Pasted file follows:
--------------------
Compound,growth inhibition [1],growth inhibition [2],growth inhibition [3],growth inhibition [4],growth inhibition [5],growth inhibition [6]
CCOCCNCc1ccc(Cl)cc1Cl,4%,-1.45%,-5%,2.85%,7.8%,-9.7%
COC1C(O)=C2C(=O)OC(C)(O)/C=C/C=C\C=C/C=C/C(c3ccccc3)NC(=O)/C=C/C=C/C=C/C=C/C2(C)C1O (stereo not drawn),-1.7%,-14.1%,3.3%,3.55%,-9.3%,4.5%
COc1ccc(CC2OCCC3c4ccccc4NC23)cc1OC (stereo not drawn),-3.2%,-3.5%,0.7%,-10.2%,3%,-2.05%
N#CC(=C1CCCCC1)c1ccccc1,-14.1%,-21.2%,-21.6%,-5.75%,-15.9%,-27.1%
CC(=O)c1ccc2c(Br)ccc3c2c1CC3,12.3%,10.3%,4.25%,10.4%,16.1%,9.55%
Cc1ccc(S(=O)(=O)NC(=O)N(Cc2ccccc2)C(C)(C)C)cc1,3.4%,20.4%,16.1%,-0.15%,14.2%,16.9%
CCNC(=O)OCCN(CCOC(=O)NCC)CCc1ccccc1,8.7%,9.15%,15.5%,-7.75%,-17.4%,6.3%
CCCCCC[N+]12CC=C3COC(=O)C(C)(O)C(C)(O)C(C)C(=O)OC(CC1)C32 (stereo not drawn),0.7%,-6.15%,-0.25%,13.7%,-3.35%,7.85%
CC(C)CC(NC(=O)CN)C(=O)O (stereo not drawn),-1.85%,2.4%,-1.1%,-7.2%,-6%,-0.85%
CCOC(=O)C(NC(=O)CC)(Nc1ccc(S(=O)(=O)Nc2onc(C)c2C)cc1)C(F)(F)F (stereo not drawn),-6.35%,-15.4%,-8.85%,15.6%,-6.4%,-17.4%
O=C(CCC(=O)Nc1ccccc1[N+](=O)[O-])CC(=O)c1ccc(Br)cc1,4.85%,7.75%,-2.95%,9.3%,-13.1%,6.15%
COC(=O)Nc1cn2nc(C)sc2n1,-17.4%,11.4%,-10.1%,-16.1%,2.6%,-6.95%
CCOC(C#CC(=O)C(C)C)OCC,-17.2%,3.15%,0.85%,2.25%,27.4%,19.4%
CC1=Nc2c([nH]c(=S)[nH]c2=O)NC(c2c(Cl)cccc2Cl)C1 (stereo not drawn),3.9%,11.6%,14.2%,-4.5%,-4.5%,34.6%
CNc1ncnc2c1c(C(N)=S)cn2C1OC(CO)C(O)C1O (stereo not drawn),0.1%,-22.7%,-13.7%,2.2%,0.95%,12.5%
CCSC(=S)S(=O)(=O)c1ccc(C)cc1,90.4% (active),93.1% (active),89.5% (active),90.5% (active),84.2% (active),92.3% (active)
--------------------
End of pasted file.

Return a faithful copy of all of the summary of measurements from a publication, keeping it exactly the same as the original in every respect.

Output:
Compound,growth inhibition [1],growth inhibition [2],growth inhibition [3],growth inhibition [4],growth inhibition [5],growth inhibition [6]
CCOCCNCc1ccc(Cl)cc1Cl,4%,-1.45%,-5%,2.85%,7.8%,-9.7%
COC1C(O)=C2C(=O)OC(C)(O)/C=C/C=C\C=C/C=C/C(c3ccccc3)NC(=O)/C=C/C=C/C=C/C=C/C2(C)C1O (stereo not drawn),-1.7%,-14.1%,3.3%,3.55%,-9.3%,4.5%
COc1ccc(CC2OCCC3c4ccccc4NC23)cc1OC (stereo not drawn),-3.2%,-3.5%,0.7%,-10.2%,3%,-2.05%
N#CC(=C1CCCCC1)c1ccccc1,-14.1%,-21.2%,-21.6%,-5.75%,-15.9%,-27.1%
CC(=O)c1ccc2c(Br)ccc3c2c1CC3,12.3%,10.3%,4.25%,10.4%,16.1%,9.55%
Cc1ccc(S(=O)(=O)NC(=O)N(Cc2ccccc2)C(C)(C)C)cc1,3.4%,20.4%,16.1%,-0.15%,14.2%,16.9%
CCNC(=O)OCCN(CCOC(=O)NCC)CCc1ccccc1,8.7%,9.15%,15.5%,-7.75%,-17.4%,6.3%
CCCCCC[N+]12CC=C3COC(=O)C(C)(O)C(C)(O)C(C)C(=O)OC(CC1)C32 (stereo not drawn),0.7%,-6.15%,-0.25%,13.7%,-3.35%,7.85%
CC(C)CC(NC(=O)CN)C(=O)O (stereo not drawn),-1.85%,2.4%,-1.1%,-7.2%,-6%,-0.85%
CCOC(=O)C(NC(=O)CC)(Nc1ccc(S(=O)(=O)Nc2onc(C)c2C)cc1)C(F)(F)F (stereo not drawn),-6.35%,-15.4%,-8.85%,15.6%,-6.4%,-17.4%
O=C(CCC(=O)Nc1ccccc1[N+](=O)[O-])CC(=O)c1ccc(Br)cc1,4.85%,7.75%,-2.95%,9.3%,-13.1%,6.15%
COC(=O)Nc1cn2nc(C)sc2n1,-17.4%,11.4%,-10.1%,-16.1%,2.6%,-6.95%
CCOC(C#CC(=O)C(C)C)OCC,-17.2%,3.15%,0.85%,2.25%,27.4%,19.4%
CC1=Nc2c([nH]c(=S)[nH]c2=O)NC(c2c(Cl)cccc2Cl)C1 (stereo not drawn),3.9%,11.6%,14.2%,-4.5%,-4.5%,34.6%
CNc1ncnc2c1c(C(N)=S)cn2C1OC(CO)C(O)C1O (stereo not drawn),0.1%,-22.7%,-13.7%,2.2%,0.95%,12.5%
CCSC(=S)S(=O)(=O)c1ccc(C)cc1,90.4% (active),93.1% (active),89.5% (active),90.5% (active),84.2% (active),92.3% (active)